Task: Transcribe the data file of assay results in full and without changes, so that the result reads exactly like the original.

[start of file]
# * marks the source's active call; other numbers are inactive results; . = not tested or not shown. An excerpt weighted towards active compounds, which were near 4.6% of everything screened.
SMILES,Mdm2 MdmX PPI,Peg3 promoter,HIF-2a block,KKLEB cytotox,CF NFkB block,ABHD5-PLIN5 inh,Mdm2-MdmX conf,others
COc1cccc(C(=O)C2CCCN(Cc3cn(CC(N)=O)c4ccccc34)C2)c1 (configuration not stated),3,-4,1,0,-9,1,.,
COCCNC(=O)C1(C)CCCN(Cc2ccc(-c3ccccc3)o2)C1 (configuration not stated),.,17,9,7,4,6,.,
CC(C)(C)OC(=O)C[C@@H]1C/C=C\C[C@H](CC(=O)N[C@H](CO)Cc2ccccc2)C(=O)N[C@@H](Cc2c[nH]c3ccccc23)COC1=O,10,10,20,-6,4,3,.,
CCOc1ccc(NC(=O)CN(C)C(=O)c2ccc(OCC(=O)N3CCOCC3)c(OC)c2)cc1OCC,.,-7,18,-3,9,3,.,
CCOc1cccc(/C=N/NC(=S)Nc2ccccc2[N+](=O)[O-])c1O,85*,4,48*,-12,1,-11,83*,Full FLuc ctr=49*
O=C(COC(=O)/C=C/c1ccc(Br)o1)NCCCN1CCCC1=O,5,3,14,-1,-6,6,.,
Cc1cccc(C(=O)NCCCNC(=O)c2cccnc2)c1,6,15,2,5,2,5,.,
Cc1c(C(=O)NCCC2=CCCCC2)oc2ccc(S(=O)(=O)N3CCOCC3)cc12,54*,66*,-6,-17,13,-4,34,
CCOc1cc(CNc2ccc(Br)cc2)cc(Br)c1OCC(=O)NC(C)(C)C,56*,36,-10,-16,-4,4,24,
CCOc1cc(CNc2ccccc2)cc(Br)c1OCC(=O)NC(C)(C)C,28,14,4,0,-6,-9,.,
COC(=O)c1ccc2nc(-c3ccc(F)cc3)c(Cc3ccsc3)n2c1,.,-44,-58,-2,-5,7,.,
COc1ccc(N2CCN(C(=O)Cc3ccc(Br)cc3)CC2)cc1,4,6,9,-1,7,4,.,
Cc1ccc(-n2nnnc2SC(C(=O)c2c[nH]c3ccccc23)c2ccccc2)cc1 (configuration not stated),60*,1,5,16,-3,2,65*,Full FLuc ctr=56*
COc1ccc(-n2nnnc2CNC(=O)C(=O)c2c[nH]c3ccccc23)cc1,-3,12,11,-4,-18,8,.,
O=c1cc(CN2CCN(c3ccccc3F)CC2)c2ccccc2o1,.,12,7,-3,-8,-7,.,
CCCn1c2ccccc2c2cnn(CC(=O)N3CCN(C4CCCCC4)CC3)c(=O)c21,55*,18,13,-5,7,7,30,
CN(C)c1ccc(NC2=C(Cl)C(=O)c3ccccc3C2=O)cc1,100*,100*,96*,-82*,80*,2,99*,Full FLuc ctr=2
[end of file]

# * marks the source's active call; other numbers are inactive results; . = not tested or not shown. An excerpt weighted towards active compounds, which were near 4.6% of everything screened.
SMILES,Mdm2 MdmX PPI,Peg3 promoter,HIF-2a block,KKLEB cytotox,CF NFkB block,ABHD5-PLIN5 inh,Mdm2-MdmX conf,others
COc1cccc(C(=O)C2CCCN(Cc3cn(CC(N)=O)c4ccccc34)C2)c1 (configuration not stated),3,-4,1,0,-9,1,.,
COCCNC(=O)C1(C)CCCN(Cc2ccc(-c3ccccc3)o2)C1 (configuration not stated),.,17,9,7,4,6,.,
CC(C)(C)OC(=O)C[C@@H]1C/C=C\C[C@H](CC(=O)N[C@H](CO)Cc2ccccc2)C(=O)N[C@@H](Cc2c[nH]c3ccccc23)COC1=O,10,10,20,-6,4,3,.,
CCOc1ccc(NC(=O)CN(C)C(=O)c2ccc(OCC(=O)N3CCOCC3)c(OC)c2)cc1OCC,.,-7,18,-3,9,3,.,
CCOc1cccc(/C=N/NC(=S)Nc2ccccc2[N+](=O)[O-])c1O,85*,4,48*,-12,1,-11,83*,Full FLuc ctr=49*
O=C(COC(=O)/C=C/c1ccc(Br)o1)NCCCN1CCCC1=O,5,3,14,-1,-6,6,.,
Cc1cccc(C(=O)NCCCNC(=O)c2cccnc2)c1,6,15,2,5,2,5,.,
Cc1c(C(=O)NCCC2=CCCCC2)oc2ccc(S(=O)(=O)N3CCOCC3)cc12,54*,66*,-6,-17,13,-4,34,
CCOc1cc(CNc2ccc(Br)cc2)cc(Br)c1OCC(=O)NC(C)(C)C,56*,36,-10,-16,-4,4,24,
CCOc1cc(CNc2ccccc2)cc(Br)c1OCC(=O)NC(C)(C)C,28,14,4,0,-6,-9,.,
COC(=O)c1ccc2nc(-c3ccc(F)cc3)c(Cc3ccsc3)n2c1,.,-44,-58,-2,-5,7,.,
COc1ccc(N2CCN(C(=O)Cc3ccc(Br)cc3)CC2)cc1,4,6,9,-1,7,4,.,
Cc1ccc(-n2nnnc2SC(C(=O)c2c[nH]c3ccccc23)c2ccccc2)cc1 (configuration not stated),60*,1,5,16,-3,2,65*,Full FLuc ctr=56*
COc1ccc(-n2nnnc2CNC(=O)C(=O)c2c[nH]c3ccccc23)cc1,-3,12,11,-4,-18,8,.,
O=c1cc(CN2CCN(c3ccccc3F)CC2)c2ccccc2o1,.,12,7,-3,-8,-7,.,
CCCn1c2ccccc2c2cnn(CC(=O)N3CCN(C4CCCCC4)CC3)c(=O)c21,55*,18,13,-5,7,7,30,
CN(C)c1ccc(NC2=C(Cl)C(=O)c3ccccc3C2=O)cc1,100*,100*,96*,-82*,80*,2,99*,Full FLuc ctr=2